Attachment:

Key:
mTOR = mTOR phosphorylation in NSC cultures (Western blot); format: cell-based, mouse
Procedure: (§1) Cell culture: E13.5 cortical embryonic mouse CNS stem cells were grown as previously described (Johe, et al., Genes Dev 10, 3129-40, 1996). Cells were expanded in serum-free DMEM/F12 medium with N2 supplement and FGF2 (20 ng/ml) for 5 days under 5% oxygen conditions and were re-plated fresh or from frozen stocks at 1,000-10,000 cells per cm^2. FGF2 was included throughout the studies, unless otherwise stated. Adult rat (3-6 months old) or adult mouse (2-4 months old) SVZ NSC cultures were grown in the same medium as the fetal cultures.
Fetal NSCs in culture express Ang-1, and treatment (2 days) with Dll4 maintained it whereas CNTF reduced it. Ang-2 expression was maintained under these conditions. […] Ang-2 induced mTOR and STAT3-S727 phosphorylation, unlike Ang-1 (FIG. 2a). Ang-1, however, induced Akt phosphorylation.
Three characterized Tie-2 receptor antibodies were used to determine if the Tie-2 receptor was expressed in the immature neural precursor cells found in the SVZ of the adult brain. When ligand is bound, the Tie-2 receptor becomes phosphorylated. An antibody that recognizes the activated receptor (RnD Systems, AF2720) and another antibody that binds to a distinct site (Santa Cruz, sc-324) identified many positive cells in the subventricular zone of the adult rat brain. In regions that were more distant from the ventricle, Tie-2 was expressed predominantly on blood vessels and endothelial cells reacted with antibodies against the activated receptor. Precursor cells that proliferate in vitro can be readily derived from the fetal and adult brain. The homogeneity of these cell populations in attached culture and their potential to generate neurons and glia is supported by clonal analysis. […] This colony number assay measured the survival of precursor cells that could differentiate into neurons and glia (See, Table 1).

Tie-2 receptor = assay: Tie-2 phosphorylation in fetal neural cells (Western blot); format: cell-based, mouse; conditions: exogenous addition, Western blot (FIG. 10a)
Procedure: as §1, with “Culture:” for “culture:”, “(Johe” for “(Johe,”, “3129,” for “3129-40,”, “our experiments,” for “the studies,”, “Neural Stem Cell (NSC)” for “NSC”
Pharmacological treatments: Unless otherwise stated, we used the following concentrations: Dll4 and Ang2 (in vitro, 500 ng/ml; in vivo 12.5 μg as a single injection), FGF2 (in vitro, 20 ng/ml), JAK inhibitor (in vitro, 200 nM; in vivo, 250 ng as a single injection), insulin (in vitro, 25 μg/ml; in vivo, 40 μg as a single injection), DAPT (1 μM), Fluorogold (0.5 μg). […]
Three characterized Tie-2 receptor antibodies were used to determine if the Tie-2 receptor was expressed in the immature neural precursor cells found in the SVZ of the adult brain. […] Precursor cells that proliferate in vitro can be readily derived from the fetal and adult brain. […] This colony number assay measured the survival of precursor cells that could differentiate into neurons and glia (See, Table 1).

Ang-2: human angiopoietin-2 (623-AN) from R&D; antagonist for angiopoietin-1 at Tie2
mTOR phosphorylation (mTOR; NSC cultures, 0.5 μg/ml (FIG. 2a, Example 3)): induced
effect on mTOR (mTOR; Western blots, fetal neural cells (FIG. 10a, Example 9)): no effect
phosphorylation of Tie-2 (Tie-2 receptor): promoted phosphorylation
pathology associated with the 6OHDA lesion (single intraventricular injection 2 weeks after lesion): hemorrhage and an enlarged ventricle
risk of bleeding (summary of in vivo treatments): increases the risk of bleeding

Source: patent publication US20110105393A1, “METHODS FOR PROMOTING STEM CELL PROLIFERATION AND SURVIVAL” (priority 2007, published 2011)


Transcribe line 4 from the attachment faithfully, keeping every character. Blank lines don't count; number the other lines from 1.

Fetal NSCs in culture express Ang-1, and treatment (2 days) with Dll4 maintained it whereas CNTF reduced it. Ang-2 expression was maintained under these conditions. […] Ang-2 induced mTOR and STAT3-S727 phosphorylation, unlike Ang-1 (FIG. 2a). Ang-1, however, induced Akt phosphorylation.